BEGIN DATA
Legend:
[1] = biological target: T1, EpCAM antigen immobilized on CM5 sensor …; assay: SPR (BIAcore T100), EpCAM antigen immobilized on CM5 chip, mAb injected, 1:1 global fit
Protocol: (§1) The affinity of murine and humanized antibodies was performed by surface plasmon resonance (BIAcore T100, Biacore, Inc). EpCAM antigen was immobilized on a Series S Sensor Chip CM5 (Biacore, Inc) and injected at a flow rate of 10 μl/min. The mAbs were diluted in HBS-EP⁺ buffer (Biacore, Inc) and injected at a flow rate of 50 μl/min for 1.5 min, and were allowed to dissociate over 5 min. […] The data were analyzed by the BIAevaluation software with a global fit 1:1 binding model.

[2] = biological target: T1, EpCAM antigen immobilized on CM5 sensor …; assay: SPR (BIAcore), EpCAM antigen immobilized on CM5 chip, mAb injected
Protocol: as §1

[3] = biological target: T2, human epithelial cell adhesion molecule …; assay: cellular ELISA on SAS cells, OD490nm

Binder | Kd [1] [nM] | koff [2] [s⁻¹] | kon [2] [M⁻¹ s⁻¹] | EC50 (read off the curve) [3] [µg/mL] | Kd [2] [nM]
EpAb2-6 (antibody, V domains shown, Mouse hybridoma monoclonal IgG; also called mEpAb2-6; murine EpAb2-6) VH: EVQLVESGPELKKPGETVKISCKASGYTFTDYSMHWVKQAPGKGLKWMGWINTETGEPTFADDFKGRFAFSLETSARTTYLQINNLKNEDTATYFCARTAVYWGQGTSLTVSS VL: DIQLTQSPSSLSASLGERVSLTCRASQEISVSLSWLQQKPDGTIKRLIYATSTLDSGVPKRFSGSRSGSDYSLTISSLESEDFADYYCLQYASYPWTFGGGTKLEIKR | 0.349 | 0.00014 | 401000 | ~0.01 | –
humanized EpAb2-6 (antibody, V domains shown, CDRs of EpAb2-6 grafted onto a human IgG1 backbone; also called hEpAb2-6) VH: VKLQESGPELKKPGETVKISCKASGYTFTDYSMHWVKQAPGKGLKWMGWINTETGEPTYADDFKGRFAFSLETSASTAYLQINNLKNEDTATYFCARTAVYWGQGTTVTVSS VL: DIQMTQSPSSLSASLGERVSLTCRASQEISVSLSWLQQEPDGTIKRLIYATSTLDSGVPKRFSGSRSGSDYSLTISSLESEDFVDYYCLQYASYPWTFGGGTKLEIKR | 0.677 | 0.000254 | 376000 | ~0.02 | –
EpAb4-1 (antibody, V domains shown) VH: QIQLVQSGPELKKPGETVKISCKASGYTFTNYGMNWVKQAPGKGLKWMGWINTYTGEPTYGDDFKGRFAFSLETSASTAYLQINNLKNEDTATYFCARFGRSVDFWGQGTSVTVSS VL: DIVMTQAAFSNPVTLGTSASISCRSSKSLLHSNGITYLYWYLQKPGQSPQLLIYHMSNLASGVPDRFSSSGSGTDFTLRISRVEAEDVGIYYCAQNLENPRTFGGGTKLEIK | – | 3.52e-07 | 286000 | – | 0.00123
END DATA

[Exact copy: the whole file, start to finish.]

Legend:
[1] = biological target: T1, EpCAM antigen immobilized on CM5 sensor …; assay: SPR (BIAcore T100), EpCAM antigen immobilized on CM5 chip, mAb injected, 1:1 global fit
Protocol: (§1) The affinity of murine and humanized antibodies was performed by surface plasmon resonance (BIAcore T100, Biacore, Inc). EpCAM antigen was immobilized on a Series S Sensor Chip CM5 (Biacore, Inc) and injected at a flow rate of 10 μl/min. The mAbs were diluted in HBS-EP⁺ buffer (Biacore, Inc) and injected at a flow rate of 50 μl/min for 1.5 min, and were allowed to dissociate over 5 min. […] The data were analyzed by the BIAevaluation software with a global fit 1:1 binding model.

[2] = biological target: T1, EpCAM antigen immobilized on CM5 sensor …; assay: SPR (BIAcore), EpCAM antigen immobilized on CM5 chip, mAb injected
Protocol: as §1

[3] = biological target: T2, human epithelial cell adhesion molecule …; assay: cellular ELISA on SAS cells, OD490nm

Binder | Kd [1] [nM] | koff [2] [s⁻¹] | kon [2] [M⁻¹ s⁻¹] | EC50 (read off the curve) [3] [µg/mL] | Kd [2] [nM]
EpAb2-6 (antibody, V domains shown, Mouse hybridoma monoclonal IgG; also called mEpAb2-6; murine EpAb2-6) VH: EVQLVESGPELKKPGETVKISCKASGYTFTDYSMHWVKQAPGKGLKWMGWINTETGEPTFADDFKGRFAFSLETSARTTYLQINNLKNEDTATYFCARTAVYWGQGTSLTVSS VL: DIQLTQSPSSLSASLGERVSLTCRASQEISVSLSWLQQKPDGTIKRLIYATSTLDSGVPKRFSGSRSGSDYSLTISSLESEDFADYYCLQYASYPWTFGGGTKLEIKR | 0.349 | 0.00014 | 401000 | ~0.01 | –
humanized EpAb2-6 (antibody, V domains shown, CDRs of EpAb2-6 grafted onto a human IgG1 backbone; also called hEpAb2-6) VH: VKLQESGPELKKPGETVKISCKASGYTFTDYSMHWVKQAPGKGLKWMGWINTETGEPTYADDFKGRFAFSLETSASTAYLQINNLKNEDTATYFCARTAVYWGQGTTVTVSS VL: DIQMTQSPSSLSASLGERVSLTCRASQEISVSLSWLQQEPDGTIKRLIYATSTLDSGVPKRFSGSRSGSDYSLTISSLESEDFVDYYCLQYASYPWTFGGGTKLEIKR | 0.677 | 0.000254 | 376000 | ~0.02 | –
EpAb4-1 (antibody, V domains shown) VH: QIQLVQSGPELKKPGETVKISCKASGYTFTNYGMNWVKQAPGKGLKWMGWINTYTGEPTYGDDFKGRFAFSLETSASTAYLQINNLKNEDTATYFCARFGRSVDFWGQGTSVTVSS VL: DIVMTQAAFSNPVTLGTSASISCRSSKSLLHSNGITYLYWYLQKPGQSPQLLIYHMSNLASGVPDRFSSSGSGTDFTLRISRVEAEDVGIYYCAQNLENPRTFGGGTKLEIK | – | 3.52e-07 | 286000 | – | 0.00123